Burning Stuff for Science and Preparedness

A year or two ago I purchased a rather large bottle of olive oil (it was on sale) in the hopes that I’d use it for cooking at whatnot. While I did use it for cooking, I used it in such moderation that it passed the “use by” date while still having about three-quarters of the bottle remaining.
I purchased a new, smaller bottle of oil and have been using that for cooking, but what was I to do with the old bottle of oil? Throwing it out seemed like such a waste, so I decided to put it to good use.
By setting it on fire.
After doing some brief searching on the internet, I discovered that many old oil lamps (prior to more modern kerosene-burning ones) burned olive oil, so I was in luck. All I needed was an oil reservoir and a wick and I could make a lamp. In addition to being a rather fun thing to do, it would also yield a useful source of long-term, low-intensity light that would be handy in extended power outages — candles are bulky and don’t burn for long, and flashlights (of which I have several) require batteries which burn out relatively fast. Olive oil is relatively safe compared to other oils, as it is very difficult to ignite without a wick, and so wouldn’t cause a massive fire if the lamp were to tip over.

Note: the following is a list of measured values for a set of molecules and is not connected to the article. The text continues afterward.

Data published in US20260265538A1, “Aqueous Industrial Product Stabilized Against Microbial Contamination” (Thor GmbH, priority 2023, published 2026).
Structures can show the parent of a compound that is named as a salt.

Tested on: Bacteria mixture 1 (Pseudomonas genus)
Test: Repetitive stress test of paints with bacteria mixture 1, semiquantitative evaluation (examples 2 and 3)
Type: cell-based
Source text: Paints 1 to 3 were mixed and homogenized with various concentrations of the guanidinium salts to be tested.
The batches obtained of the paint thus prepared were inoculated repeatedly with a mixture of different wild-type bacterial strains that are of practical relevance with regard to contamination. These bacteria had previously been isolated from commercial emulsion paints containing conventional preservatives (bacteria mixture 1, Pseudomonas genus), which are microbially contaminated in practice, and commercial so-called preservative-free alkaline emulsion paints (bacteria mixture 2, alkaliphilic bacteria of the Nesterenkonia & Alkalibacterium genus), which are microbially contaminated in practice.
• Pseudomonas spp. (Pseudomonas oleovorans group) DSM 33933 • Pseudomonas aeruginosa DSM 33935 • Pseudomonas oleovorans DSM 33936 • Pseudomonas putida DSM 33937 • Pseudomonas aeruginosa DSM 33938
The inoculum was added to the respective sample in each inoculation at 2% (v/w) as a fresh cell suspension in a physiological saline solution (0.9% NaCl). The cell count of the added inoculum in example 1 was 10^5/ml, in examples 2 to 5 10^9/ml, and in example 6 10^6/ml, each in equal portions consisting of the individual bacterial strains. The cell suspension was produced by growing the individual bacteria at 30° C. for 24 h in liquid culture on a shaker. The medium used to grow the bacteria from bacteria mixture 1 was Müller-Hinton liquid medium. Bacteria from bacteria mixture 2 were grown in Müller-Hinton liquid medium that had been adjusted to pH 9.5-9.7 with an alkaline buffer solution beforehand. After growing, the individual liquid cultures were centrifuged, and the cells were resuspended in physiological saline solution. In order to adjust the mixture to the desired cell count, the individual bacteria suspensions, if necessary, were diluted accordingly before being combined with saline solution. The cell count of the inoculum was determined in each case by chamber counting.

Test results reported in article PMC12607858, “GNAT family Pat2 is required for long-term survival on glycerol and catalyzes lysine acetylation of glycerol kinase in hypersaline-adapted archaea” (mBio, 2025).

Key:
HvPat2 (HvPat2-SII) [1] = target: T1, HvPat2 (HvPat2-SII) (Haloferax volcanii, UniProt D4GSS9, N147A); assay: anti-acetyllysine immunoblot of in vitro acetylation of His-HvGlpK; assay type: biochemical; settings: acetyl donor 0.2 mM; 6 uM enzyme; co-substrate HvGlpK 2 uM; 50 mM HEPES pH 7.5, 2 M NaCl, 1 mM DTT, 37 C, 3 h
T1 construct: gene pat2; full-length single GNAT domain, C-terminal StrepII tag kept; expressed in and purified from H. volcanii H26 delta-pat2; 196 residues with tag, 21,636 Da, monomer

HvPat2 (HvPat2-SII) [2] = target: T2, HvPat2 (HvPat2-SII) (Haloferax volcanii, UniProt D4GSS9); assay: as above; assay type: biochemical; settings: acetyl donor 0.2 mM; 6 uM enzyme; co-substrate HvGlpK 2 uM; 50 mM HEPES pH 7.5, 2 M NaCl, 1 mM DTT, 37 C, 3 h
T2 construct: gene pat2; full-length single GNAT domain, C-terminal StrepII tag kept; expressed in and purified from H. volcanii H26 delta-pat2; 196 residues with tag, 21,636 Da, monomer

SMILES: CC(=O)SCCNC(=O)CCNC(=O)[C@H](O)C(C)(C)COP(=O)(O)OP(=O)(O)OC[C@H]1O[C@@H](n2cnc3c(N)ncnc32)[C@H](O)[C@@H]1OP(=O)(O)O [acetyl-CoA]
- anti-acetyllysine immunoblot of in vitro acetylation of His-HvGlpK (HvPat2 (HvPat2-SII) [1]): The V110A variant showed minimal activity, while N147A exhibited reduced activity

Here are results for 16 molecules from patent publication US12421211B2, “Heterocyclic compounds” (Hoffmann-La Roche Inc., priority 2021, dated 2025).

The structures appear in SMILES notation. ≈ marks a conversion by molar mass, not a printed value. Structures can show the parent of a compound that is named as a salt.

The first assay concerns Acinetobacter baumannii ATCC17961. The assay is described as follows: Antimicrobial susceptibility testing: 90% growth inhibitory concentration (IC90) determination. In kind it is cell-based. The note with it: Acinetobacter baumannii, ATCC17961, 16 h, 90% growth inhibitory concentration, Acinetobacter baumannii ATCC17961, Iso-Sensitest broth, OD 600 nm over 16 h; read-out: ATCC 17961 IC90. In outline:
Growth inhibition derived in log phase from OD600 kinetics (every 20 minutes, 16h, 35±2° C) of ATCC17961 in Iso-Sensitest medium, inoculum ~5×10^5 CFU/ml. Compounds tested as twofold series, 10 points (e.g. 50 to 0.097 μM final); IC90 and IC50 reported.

I decided to start with the basics: I had an empty, clean, dry jar that used to contain spaghetti sauce and a paper towel. I punched a hole in the lid of the jar, widened it to about a quarter-inch, rolled up the towel, inserted it into the hole with about a bit more than a quarter-inch protruding, filled the jar with oil, put the lid on, and let the oil soak up into the wick. Once it was soaked, I lit it with a lighter. It took about 5-10 seconds to light, but once lit it’s burned cleanly and smokelessly for several hours. I haven’t been able to detect any odor, and the lamp is not unpleasant to be around. The paper towel wick has turned black where the flame is, but has not burned down by any noticeable amount in the last several hours.
I could go about punching more holes in the lid and adding more wicks for greater output at the expense of greater oil consumption, as well as using a better wick (I’d imagine that the paper towel will eventually degrade in the oil) like cotton or something. We shall see.
Anyway, the point was that I was able to make a very inexpensive, clean, long-burning lamp using only the most basic of household ingredients. While a mass-produced oil lamp would likely be more effective for lighting, this sort of MacGyver-esque approach is useful for people without a lot of storage space that can be dedicated to emergency supplies (such as my small studio apartment), as well as a lot more fun.
I’ll post some pictures once I find my camera. It’s somewhere around here…